Mother with happy child

10 ways to keep the kids fed and happy during the holidays

All parents know how our spending rockets during the school holidays but there are ways to keep costs under control

Keeping our children entertained and fed, without the help of free school meals, can be tricky. So Quids in! has pulled together 10 ways we can keep the cost of the holidays down.

  1. Treat kids to a meal at Asda for £1

It’s a no-strings offer from the supermarket to help us manage the cost of the school holidays. Kids can eat a hot or cold meal for just £1 at any time of day, any day of the week. And there’s no need for the adult who’s with them to buy anything. The only condition is that the child is 16 or under.

  1. Find a free summer fun and food club

If our kids get free school meals, we should be entitled to places in a free holiday club if there’s one in our area. They get kids exercising and learning things like music and drama. And the clubs also have to provide a free healthy meal. Even if our kids don’t receive free school meals it’s still worth asking our council. There are sometimes extra places available for a small cost.

  1. Make sure we’re getting the vouchers we’re entitled to

If our kids get free school meals during term time, there are vouchers we should be able claim during the holidays. They’re usually worth £15-£30 and can be used in supermarkets. It varies between areas but if we haven’t been given any details already we should get in touch with our council.

  1. Bring the cost of the family food shop right down

There are some great ways of grabbing a food bargain if we know where to look. Lidl do boxes of wonky veg for £1.50 – the scheme is called Too Good To Waste and the boxes are usually by the tills. Apps like Too Good To Go and Olio sell on food that would otherwise go to waste for a fraction of what it would usually cost. There’s usually more choice if we’re in a big town. The food is getting towards the end of its shelf life but it’s perfectly fine to eat and there are some great bargains to be had! And for a roundup of the best weekly deals at all the supermarkets, check out Love Money’s tool. With energy costs as high as they are, it might make sense to opt for cold meals sometimes if the weather’s warm.

  1. Don’t forget about Healthy Start!

If we’re expecting a baby or have a pre-schooler, we should make sure we’re claiming Healthy Start vouchers. The scheme is now online only (we used to get paper vouchers) and it’s worth £4.25 a week, or £8.50 if we have a child under one. The vouchers can be used to buy milk, infant formula, fruit, veg and other healthy foods.

  1. Get help with going on holiday

If we live in England, have at least one child but haven’t been on holiday for four years or more we might qualify for help from the Family Holiday Charity. We need to have a family income of £24,000 or less. We can’t apply ourselves, but if we’re interested we can ask someone like a support worker or health visitor to refer us. The full link of people who can enquire on our behalf is here.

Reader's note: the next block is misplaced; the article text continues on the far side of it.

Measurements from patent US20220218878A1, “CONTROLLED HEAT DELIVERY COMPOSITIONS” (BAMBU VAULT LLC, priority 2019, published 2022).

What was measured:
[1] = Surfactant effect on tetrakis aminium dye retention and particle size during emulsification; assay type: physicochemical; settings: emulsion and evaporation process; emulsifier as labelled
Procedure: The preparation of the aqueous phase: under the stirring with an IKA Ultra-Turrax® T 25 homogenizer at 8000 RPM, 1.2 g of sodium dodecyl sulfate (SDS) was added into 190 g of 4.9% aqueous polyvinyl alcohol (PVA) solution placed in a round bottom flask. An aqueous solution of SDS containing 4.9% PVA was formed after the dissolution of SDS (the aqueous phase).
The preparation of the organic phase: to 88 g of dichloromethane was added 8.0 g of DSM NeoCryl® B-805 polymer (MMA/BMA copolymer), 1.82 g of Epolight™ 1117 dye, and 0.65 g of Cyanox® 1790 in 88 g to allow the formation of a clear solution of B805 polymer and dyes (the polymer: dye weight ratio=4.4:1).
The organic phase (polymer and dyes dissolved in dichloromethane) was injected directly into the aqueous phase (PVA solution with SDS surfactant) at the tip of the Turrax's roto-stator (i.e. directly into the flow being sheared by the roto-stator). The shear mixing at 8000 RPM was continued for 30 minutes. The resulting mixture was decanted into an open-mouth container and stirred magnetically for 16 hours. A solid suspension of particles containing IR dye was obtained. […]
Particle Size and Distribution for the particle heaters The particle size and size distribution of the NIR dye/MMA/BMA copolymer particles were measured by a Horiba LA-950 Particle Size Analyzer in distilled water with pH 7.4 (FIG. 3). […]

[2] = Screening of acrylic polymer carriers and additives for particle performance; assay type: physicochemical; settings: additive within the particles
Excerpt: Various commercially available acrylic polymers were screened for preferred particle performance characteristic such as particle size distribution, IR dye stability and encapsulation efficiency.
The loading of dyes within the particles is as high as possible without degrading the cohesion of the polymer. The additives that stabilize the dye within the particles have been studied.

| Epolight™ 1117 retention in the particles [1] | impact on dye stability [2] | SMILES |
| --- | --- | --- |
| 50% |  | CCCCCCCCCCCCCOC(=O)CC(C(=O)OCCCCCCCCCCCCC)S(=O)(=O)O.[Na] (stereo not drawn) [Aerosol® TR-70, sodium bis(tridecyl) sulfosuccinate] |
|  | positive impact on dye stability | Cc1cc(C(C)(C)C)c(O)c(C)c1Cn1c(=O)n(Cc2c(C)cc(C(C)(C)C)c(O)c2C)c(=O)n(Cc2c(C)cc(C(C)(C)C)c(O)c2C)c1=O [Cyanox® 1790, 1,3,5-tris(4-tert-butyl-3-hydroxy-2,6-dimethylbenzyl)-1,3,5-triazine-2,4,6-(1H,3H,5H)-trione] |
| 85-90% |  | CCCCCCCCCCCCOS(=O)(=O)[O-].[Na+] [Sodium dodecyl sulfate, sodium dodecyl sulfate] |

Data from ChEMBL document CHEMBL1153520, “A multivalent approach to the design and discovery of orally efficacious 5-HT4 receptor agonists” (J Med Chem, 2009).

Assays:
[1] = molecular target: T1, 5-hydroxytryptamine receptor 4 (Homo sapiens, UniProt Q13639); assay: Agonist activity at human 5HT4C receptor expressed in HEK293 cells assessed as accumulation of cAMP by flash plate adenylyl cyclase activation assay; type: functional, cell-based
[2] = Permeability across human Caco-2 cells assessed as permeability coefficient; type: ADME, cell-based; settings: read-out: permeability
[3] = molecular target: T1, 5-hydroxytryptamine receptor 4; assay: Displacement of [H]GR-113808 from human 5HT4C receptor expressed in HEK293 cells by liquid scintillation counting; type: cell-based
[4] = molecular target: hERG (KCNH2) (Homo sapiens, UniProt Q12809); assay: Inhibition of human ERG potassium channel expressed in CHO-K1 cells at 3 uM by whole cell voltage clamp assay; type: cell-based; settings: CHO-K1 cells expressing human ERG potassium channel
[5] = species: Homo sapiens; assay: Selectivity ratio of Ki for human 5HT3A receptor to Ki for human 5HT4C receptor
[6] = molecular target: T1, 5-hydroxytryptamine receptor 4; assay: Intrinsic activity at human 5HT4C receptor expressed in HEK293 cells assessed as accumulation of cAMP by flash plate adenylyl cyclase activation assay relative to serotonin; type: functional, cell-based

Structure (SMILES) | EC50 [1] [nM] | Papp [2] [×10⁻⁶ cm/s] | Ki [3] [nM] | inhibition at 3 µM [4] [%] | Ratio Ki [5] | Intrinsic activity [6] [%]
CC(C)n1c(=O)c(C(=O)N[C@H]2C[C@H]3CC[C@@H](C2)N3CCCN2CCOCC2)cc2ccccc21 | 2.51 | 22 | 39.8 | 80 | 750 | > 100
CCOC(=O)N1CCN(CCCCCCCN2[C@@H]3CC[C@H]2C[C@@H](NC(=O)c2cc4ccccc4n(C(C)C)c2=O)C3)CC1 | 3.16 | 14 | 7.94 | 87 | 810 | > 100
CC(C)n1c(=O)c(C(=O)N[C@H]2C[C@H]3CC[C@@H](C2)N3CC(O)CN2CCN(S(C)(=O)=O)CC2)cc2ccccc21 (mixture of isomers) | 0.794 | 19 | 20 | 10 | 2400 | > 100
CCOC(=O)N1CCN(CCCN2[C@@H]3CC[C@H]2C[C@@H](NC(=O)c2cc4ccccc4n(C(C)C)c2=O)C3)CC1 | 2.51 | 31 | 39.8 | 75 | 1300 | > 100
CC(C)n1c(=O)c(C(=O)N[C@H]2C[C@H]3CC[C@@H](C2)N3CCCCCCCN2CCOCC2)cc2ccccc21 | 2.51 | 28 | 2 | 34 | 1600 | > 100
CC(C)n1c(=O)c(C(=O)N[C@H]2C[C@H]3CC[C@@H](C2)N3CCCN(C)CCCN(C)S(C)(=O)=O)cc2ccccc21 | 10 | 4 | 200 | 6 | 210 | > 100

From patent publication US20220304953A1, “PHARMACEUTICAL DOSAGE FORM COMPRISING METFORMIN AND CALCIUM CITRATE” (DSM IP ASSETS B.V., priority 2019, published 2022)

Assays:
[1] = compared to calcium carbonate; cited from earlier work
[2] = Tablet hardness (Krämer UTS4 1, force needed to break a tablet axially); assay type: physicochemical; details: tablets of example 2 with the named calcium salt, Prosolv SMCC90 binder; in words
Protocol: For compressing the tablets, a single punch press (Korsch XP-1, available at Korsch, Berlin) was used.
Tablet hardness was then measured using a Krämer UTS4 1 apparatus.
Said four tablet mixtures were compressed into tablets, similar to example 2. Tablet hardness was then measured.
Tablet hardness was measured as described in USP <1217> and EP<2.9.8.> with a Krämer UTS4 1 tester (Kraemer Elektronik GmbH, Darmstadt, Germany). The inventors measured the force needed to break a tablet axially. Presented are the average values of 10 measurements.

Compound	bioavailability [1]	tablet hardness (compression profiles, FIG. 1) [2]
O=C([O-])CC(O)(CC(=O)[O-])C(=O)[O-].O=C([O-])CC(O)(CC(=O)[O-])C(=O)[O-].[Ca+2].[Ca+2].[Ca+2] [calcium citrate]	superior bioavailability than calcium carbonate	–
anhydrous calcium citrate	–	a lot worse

1. Pack up a picnic

We can save a packet by bringing our own lunch when we go out for the day. And getting kids involved in making the picnic can also keep them entertained for an hour or so. Lorna Cooper’s website Feed Your Family has a whole load of cheap, tasty recipes and she’s got a dedicated picnic page too. The Quids in! website also has plenty of ideas for recipes that won’t break the bank. And it’s not just for sunny days. Lots of museums that we might take the kids to for a day out allow us to take picnics. That way we can avoid spending a packet at the cafe. Check the website in advance to see if they have a picnic area. Even if they don’t, it’s a great idea to remember our own water bottles and snacks when we’re heading out for the day.

  1. Get baking

Most kids enjoy baking and almost all of them enjoy a sweet treat! The best thing is we can rustle up something delicious with basic store cupboard ingredients. The Good Food website is a great place to start for budget recipes. But once our kids get a bit more confident they might be able to create their own goodies with whatever we have lurking in the kitchen. Traybakes tend to use less energy to produce, and baking in bigger batches is also more cost effective.

  1. Be smart with the budget

Setting a budget so that our money lasts until our next payment is extra important during the school holidays. A budget planner like this one on the Quids in! website can help. Because we’ll have extra costs over the holidays, having all our expenses there in black and white helps us see where we could make savings. Dropping loose change when we have it into a jam jar can also be a useful source of funds that could keep food on the table in an emergency.

  1. And when the summer’s over… it’s time to think about new uniforms

That doesn’t have to mean shelling out loads of cash though. First of all we should check out whether we can get a school uniform grant from our council. They tend to be available to those of us on benefits like Universal Credit, and they can be worth £150. But sadly, some councils are no longer offering them. Aldi is ahead of the game though, with a sale on school uniforms already.

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